sudden damage to the kidneys that causes them to not work properly

can range from minor loss of kidney function to complete kidney failure



  • Decreased urine output, although occasionally urine output remains normal
  • Fluid retention, causing swelling in your legs, ankles or feet
  • Drowsiness
  • Shortness of breath
  • Fatigue
  • Confusion
  • Nausea
  • Seizures or coma in severe cases
  • Chest pain or pressure



  • acute tubular necrosis (ATN)
  • severe or sudden dehydration
  • toxic kidney injury from poisons or certain medications
  • autoimmune kidney diseases, such as acute nephritic syndrome and interstitial nephritis
  • urinary tract obstruction
  • Bladder cancer
  • Blood clots in the urinary tract
  • Cervical cancer
  • Colon cancer
  • Enlarged prostate
  • Kidney stones
  • Nerve damage involving the nerves that control the bladder
  • Prostate cancer


Risk factors

  • a serious condition that requires intensive care
  • Advanced age
  • Blockages in the blood vessels in your arms or legs (peripheral artery disease)
  • Diabetes
  • High blood pressure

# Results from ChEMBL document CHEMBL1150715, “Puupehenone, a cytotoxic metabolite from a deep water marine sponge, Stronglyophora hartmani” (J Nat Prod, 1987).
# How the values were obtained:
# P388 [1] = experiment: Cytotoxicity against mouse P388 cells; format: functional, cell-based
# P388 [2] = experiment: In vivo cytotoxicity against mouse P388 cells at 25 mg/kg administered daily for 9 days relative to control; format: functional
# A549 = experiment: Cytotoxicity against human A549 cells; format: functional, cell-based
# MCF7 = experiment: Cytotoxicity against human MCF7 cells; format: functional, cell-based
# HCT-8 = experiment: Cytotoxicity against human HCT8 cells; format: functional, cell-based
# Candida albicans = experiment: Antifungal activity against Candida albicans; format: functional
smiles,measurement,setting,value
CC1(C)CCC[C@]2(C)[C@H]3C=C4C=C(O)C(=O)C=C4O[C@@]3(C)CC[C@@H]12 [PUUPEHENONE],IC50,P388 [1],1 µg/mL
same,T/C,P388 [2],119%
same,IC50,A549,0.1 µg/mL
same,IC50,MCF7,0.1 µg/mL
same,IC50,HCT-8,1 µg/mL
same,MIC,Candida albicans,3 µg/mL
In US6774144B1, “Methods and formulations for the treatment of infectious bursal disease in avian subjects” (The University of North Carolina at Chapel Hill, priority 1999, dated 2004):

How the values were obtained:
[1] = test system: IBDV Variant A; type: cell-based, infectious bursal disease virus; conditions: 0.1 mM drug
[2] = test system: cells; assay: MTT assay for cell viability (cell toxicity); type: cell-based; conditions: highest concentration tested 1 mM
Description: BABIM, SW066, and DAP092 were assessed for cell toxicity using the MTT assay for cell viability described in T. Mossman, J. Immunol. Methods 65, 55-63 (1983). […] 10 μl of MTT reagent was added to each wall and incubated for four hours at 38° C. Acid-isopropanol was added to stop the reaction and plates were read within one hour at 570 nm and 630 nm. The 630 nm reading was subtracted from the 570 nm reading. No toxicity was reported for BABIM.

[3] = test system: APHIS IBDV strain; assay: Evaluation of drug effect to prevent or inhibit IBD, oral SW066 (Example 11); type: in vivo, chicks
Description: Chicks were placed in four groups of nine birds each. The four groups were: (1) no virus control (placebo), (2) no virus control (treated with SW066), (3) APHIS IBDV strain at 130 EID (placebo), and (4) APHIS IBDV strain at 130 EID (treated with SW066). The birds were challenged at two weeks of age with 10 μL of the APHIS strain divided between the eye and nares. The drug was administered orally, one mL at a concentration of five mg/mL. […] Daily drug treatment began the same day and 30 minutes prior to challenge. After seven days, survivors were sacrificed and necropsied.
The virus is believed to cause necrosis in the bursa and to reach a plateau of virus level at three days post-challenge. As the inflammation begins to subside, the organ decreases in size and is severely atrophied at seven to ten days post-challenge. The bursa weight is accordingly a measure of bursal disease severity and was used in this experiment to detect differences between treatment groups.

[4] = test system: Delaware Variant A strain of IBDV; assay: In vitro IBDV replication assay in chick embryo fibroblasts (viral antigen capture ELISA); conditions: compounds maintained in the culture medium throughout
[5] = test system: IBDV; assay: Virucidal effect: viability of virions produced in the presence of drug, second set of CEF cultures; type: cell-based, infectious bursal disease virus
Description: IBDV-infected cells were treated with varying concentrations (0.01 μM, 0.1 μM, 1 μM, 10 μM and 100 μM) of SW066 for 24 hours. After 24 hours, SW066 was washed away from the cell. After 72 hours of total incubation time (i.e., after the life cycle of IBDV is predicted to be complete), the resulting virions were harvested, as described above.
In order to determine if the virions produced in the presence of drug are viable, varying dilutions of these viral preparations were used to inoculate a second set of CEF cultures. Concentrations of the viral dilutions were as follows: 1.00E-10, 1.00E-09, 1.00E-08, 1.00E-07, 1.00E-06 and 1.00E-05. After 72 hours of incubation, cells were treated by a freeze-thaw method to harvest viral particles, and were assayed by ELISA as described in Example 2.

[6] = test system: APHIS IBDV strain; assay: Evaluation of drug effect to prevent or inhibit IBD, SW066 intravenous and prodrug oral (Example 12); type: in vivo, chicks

• Heart failure
  • Kidney diseases
  • Liver diseases
  • high blood pressure
  • morbid obesity


Diagnostic Tests


  • blood urea nitrogen (BUN)
  • serum potassium
  • serum sodium
  • estimated glomerular filtration rate (eGFR)
  • urinalysis
  • creatinine clearance
  • serum creatinine
  • abdominal X-ray, abdominal CT scan, and abdominal MRI
  • blood tests
  • Urine test



  • Dialysis to remove toxins from your blood
  • Medications to restore blood calcium levels
  • Medications to control blood potassium.
  • Treatments to balance the amount of fluids in your blood



  • calcium, glucose
  • sodium polystyrene sulfonate (Kayexalate, Kionex)


Lifestyle Management

  • Limit phosphorus
  • Avoid products with added salt.
  • Choose lower potassium foods.